Fit and healthy student hospitalised twice with Covid at age of just 19 says she thought she was going to die

A fit and healthy student from Manchester Metropolitan University has said she feared that she would die after being hospitalized twice with the corona virus.

Lara Scott, who has no underlying health problems, spent six days in intensive care and battled Covid-19. She had two grueling periods in the hospital when her body fought the virus and then the effects of the medication.

At one point, her concerned parents at home in Alsager, Cheshire, were warned that she might not make it. Now Lara – who was 19 when she was first hospitalized in early October and is now 20 – is warning people to take the virus seriously as she continues to suffer from fatigue.

The number of coronavirus infections in student areas of Cardiff has skyrocketed in recent weeks and there have been several cases in Swansea where students have been seen to ignore social aloofness rules to attend house parties in parts of Wales at one of the highest rates Covid.

The 20-year-old told the Stoke Sentinel: “It was so scary. You see all the young people partying, but they don’t realize how dangerous it can be.

‘When you are young, you think you are invincible. You could be asymptomatic or you could kill you just don’t know so why risk it? You have to be so careful because it spreads so easily. scariest time of my life. I really thought I was going to die. “

Lara had only just started her social work studies in college when she first started showing symptoms. Her Covid test on Sept. 27 initially came out negative, while her roommate gave a positive.

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“I thought I’d better isolate myself and take care of my roommate,” Lara said.

“But during the second week she felt a lot better and got her sense of taste and smell back, but I got really sick.

“It started with a really bad migraine and then I got out of breath. Every time I moved I could barely breathe. The slightest movement would knock me out.

“I didn’t think it was Covid because my symptoms were so different from my roommate’s. I didn’t really want to make it a problem.”





As her condition deteriorated, Lara sought help from her doctor and the 101 service. She was advised to go to Manchester Royal Infirmary, where she was subsequently admitted to a ward.

She said, “I went to the hospital and a doctor and nurse asked me to walk on site for two minutes and my oxygen level dropped to 81 percent.

“It turned out I had Covid pneumonia and there was a blood clot in my lungs. At first I wasn’t doing so badly and they thought I might be able to go home, but then it deteriorated again and I became moved to another department.

“When I was there I went to the toilet and the oxygen tank was running out. My 02 levels dropped to 86 percent. That’s when the staff really started to worry.”

“I was then moved to the ICU and put on a more intensive oxygen machine and then a CPAP mask.

“The medics were considering whether to put me in an induced coma or not, but luckily it didn’t get that far and I slowly started to recover.

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“I was so out of breath I couldn’t even get my words out. I panicked, thought I was going to die. I panicked and that just made it worse.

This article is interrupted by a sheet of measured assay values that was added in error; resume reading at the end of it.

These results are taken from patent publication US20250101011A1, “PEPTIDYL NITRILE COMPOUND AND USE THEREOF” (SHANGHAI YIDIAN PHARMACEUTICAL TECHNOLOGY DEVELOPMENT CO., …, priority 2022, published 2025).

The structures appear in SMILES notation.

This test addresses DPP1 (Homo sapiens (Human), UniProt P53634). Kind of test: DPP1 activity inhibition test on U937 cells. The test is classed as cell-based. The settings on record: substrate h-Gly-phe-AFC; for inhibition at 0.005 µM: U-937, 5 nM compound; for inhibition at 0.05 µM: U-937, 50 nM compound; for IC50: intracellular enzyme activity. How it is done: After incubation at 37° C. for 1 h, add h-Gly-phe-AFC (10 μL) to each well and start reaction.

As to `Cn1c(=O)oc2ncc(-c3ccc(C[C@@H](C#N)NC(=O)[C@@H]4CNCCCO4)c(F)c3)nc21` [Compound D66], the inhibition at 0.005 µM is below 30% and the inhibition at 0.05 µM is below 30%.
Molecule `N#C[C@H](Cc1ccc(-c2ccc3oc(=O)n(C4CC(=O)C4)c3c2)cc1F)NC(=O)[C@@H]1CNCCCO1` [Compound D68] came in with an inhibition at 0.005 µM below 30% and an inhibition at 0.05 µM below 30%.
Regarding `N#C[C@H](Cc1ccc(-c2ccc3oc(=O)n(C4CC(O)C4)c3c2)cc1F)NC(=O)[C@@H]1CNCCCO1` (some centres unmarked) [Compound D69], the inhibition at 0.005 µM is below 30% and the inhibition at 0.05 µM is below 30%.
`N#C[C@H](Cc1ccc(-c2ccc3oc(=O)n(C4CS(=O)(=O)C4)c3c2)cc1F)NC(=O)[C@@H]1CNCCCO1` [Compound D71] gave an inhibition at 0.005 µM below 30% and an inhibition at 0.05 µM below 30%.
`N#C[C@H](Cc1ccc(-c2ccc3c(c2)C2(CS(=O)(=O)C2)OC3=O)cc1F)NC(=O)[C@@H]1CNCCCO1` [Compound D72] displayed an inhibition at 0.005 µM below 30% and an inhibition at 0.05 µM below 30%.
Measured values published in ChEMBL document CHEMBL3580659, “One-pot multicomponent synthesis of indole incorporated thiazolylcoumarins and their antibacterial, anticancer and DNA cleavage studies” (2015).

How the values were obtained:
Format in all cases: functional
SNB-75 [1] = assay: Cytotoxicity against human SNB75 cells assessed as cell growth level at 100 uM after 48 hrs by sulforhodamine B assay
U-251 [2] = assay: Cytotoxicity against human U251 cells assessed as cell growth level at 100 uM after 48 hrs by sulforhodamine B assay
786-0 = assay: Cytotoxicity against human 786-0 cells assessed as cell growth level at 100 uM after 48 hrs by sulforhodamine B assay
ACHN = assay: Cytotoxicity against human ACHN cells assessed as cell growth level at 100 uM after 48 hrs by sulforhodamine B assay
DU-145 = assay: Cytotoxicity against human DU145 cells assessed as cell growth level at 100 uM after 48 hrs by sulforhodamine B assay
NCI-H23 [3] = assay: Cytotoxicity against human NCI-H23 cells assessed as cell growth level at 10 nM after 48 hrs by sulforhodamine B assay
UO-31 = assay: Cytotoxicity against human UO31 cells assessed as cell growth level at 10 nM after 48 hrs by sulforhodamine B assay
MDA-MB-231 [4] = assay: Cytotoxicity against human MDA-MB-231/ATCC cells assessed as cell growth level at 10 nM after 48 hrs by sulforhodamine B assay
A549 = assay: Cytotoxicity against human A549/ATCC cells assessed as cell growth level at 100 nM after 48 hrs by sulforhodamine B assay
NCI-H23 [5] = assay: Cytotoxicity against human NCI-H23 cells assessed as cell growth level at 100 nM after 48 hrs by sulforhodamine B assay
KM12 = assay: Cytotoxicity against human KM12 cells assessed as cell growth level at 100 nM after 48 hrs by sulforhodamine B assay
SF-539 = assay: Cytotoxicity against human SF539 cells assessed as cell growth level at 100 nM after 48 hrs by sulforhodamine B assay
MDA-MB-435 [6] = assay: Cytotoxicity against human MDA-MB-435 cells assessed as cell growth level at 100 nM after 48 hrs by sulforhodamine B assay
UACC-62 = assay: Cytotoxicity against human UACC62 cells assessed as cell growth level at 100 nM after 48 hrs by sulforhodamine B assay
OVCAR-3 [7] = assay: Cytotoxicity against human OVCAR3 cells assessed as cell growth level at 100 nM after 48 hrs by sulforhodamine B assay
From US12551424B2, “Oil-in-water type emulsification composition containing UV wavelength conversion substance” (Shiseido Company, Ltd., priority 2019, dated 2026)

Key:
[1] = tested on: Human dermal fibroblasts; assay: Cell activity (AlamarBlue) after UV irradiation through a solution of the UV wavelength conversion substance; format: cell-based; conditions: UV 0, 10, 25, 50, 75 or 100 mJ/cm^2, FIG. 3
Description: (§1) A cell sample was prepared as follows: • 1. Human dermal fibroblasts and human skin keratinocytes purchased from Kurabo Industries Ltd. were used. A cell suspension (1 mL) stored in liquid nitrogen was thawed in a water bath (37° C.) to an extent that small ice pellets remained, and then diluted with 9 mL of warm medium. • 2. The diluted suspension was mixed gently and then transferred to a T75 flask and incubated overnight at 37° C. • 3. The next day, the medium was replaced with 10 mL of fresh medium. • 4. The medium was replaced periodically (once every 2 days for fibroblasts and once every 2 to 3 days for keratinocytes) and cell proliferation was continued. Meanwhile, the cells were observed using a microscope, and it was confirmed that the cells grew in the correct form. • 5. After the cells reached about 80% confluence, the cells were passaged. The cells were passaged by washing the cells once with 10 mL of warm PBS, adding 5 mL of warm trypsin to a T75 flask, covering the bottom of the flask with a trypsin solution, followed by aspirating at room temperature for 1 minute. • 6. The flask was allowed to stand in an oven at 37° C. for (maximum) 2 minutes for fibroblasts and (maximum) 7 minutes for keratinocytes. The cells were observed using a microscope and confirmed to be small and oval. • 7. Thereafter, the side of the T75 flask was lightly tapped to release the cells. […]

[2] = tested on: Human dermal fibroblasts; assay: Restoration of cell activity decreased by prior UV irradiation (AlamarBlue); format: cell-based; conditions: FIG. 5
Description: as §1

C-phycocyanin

“My mom and dad came to the hospital to take me home on my 20th birthday. It’s terrifying to think it could have been the other way around.

“I had no underlying health problems that would affect how I managed covid. It just goes to show that it can happen to anyone.

“My roommate had just coughed a little and was feeling a little bit under the weather, but it was the worst I had ever experienced.”

Lara’s ordeal was not over, however, after her health took a new turn and she spent three more days in the hospital from October 27 to 30.

She said, “I was just so empty and really wobbly. It turned out I was anemic because the blood thinners I needed to get the clot in my lungs meant I had a three week period.

“There are all kinds of things that Covid can influence. All our lectures are online, but I still have trouble concentrating. My brain is really foggy, but it’s starting to improve.

“I have firsthand knowledge of what it is like and how far the brilliant NHS has gone to help people like me. I just hope more people follow the rules and the infection rate goes down so I can spend Christmas with my family . “

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Lara’s mother Deb Scott said she was afraid she would never see her daughter again.

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She said, “People need to take Covid seriously. We’ve been through weeks of hell because our otherwise healthy 19-year-old caught it and nearly died.

Our goodbye call for trying to suppress her came through one of the angels in a hazmat suit who wiped her eyes as she struggled to breathe to tell us the power of oxygen they needed to get into her lungs to get her oxygen saturation was unbearable.

“I’ve seen so much complacency about this now, but if you never want your child to say to you ‘mama, I can’t take it anymore, I love you’, and then you see them descend into a panic attack caused by terror of the unknown you should take seriously. I guarantee that if you’ve been in my shoes, you will never think twice. ”

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